Bacterial vaginosis

Research has shown that a significant proportion of women will contract one or more strains of the human Papillomavirus (HPV) during their lifetime. Estimated figures suggest that as many as four in five women will contract the virus, with around 5% of those infected going on to develop precancerous lesions in the cervix.

Recent studies have highlighted the role of vaginal flora in persistent HPV infections. They suggest that the composition of the vaginal microbiome may play a key role in determining whether an HPV infection clears up or persists. They also suggest that certain bacterial species potentially influence the immune response to the virus.

Understanding the relationship between vaginal flora and HPV is vital. It could help provide new ways to prevent the development of precancerous lesions and cervical cancer in high-risk populations. So, what is bacterial vaginosis and how is it treated?

What is bacterial vaginosis?

Bacterial vaginosis (BV) is a common condition that affects the vaginal microbiome in women. It is caused by an imbalance of the naturally occurring bacteria in the vagina, where there is a decrease in lactobacilli (the good bacteria) and an increase in harmful bacteria.

The exact cause of bacterial vaginosis is not fully understood, but it is believed to be related to changes in hormonal levels, and sexual activity. The condition is more common in women who are sexually active, but it can occur in those who are not.

Bacterial vaginosis doesn’t always produce symptoms. However, when symptoms do occur, they may include an abnormal vaginal discharge, which may be thin, grey, or white in colour, accompanied by a fishy odour. Some women may also experience vaginal itching, burning, or pain during urination.

How can I treat bacterial vaginosis?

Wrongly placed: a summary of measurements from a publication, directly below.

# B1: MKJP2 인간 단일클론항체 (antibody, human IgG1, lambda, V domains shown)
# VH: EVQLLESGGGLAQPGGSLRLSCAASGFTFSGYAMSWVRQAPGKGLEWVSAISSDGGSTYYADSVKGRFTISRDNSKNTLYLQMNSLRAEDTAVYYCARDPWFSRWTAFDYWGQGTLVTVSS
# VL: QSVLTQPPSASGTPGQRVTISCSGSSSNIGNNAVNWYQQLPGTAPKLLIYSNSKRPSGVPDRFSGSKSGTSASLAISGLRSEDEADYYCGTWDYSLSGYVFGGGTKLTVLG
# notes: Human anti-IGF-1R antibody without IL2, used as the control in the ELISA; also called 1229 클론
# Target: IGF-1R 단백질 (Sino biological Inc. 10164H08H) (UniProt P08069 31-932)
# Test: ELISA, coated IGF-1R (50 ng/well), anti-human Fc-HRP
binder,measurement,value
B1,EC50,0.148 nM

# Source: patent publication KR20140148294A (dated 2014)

Treatment for bacterial vaginosis typically involves antibiotics. This can be administered in the form of oral tablets, or as a cream or gel applied directly into the vagina. It is important to inform your doctor or nurse if you might be pregnant, or are currently breastfeeding. This information can impact the type of treatment you receive.

The importance of regular testing

Regular testing for bacterial vaginosis is important as it doesn’t always cause any noticeable symptoms. As a result, many women may be unaware that they have the condition and may not seek treatment until complications arise.

Routine testing can help to identify bacterial vaginosis early on, which can prevent the development of more serious complications. These include pelvic inflammatory disease, and sexually transmitted infections. Testing can also help to distinguish bacterial vaginosis from other conditions that may have similar symptoms, such as STIs.

At SureScan, we offer routine gynaecological scans in a friendly, relaxing environment. All scans are carried out by gynaecology consultants who have years of experience in both the NHS and private sector. To book a gynaecological scan, contact our friendly team today.